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In the sagebrush/bunchgrass steppe of the North American Great Basin soil water potential has been shown to exhibit diel fluctuations with water potential increasing during the night as a result of water loss from roots in relatively dry soil layers. We hypothesized that environmental conditions promoting low transpiration rates (shading, cloudiness) would cause a net increase in soil water potential as a result of reduced soil water depletion during the day and continuing water efflux from roots during the night. We examined the response of soil water potential to artificial shading in sagebrush/bunchgrass plantings and used a simple model to predict how soil water potential should respond to reduced transpiration....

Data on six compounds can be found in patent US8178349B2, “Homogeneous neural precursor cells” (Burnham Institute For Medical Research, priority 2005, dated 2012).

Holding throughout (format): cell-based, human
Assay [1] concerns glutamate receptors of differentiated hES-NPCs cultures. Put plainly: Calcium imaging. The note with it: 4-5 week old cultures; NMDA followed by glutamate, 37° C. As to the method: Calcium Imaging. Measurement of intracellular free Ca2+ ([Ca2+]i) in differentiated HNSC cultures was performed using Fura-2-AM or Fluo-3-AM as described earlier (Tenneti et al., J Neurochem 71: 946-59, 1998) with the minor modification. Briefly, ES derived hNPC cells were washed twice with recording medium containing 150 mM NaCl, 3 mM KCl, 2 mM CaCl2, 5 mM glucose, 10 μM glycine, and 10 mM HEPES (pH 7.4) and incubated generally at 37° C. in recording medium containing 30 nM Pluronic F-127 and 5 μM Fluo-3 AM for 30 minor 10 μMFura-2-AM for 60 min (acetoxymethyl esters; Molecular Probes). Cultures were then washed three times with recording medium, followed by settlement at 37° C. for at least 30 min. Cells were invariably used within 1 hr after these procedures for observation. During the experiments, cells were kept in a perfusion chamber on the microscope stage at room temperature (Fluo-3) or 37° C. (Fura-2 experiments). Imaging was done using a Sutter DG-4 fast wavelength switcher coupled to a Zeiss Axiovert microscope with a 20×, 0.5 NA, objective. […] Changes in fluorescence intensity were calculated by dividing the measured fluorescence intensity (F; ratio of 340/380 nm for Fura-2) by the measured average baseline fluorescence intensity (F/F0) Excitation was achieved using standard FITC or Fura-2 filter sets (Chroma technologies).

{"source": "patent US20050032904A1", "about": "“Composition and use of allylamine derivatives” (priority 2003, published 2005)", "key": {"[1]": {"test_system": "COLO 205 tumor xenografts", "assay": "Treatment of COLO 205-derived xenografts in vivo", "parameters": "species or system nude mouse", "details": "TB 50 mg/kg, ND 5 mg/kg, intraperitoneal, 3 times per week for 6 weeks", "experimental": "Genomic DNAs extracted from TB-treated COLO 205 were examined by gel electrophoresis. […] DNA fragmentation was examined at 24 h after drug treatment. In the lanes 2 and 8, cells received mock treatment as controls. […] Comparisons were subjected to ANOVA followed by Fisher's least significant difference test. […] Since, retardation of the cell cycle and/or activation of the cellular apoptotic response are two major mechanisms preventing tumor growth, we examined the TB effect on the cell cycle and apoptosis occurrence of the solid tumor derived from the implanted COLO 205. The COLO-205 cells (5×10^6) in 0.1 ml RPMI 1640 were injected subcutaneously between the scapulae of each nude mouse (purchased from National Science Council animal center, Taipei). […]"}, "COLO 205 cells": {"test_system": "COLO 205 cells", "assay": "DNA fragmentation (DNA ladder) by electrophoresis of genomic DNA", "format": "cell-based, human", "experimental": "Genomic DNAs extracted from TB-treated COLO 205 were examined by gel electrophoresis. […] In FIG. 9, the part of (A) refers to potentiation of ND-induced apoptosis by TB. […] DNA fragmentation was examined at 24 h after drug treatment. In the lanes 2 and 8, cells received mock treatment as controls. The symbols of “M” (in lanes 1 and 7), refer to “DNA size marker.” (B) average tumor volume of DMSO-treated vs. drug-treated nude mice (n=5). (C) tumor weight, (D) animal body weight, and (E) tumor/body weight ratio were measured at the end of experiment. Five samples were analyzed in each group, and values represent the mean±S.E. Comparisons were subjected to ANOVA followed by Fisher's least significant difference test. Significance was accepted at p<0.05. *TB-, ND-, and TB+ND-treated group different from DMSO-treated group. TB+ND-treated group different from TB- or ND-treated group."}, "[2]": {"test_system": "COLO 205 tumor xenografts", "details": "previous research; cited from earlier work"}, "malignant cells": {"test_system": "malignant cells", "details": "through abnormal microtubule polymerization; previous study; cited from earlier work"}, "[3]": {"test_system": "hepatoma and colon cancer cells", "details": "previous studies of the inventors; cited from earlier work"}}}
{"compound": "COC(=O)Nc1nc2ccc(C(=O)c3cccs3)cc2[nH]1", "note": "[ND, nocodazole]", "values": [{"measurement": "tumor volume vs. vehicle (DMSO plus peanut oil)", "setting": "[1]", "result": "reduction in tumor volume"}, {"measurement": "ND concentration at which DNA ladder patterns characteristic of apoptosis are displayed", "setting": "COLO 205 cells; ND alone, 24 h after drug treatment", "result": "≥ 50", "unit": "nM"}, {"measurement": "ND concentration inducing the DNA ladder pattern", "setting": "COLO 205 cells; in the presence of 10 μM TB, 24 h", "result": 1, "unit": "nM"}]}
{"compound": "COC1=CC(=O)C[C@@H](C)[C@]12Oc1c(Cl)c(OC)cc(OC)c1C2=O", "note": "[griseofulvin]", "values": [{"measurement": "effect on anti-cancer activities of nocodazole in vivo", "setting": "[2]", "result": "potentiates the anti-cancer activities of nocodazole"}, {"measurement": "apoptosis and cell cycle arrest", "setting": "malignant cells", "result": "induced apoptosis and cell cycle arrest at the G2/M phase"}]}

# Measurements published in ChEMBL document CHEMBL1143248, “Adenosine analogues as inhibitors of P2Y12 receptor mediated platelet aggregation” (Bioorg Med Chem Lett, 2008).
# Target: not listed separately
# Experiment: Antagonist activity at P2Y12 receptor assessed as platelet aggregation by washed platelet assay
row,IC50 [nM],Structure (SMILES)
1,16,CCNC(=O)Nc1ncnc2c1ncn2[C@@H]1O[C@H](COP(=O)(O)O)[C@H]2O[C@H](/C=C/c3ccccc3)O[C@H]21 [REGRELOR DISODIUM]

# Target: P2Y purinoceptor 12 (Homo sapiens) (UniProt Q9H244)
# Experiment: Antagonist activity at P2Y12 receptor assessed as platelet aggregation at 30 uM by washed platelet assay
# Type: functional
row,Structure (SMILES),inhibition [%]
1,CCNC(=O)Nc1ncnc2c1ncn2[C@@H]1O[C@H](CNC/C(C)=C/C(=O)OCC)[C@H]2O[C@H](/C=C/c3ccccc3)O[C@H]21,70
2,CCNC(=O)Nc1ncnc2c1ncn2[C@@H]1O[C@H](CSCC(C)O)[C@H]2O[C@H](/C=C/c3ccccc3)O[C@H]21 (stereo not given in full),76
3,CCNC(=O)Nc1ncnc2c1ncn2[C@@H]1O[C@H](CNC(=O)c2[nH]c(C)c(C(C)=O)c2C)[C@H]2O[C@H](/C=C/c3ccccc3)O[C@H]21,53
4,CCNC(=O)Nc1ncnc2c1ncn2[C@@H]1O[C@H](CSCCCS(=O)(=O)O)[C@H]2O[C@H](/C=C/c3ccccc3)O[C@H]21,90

Diel soil water potential fluctuations reflected daytime depletion and nocturnal resupply of water in upper soil layers. Transpiration suppression experiments demonstrated that water absorption by roots caused the daytime depletion. The soil water potential data and experimental results suggest that at night water absorbed from moist soil by deeper roots is transported to and lost from roots into drier upper soil layers. The deeper roots appear to absorb and transport water both day and night. Implications for the efficiency of deep roots and water storage, nutrient uptake and water parasitism in upper soil layers are discussed. Published in Oecologia, volume 73, issue 4, on pages 486 - 489, in 1987.

    map background search result map search result map The influence of shade and clouds on soil water potential: The buffered behavior of hydraulic lift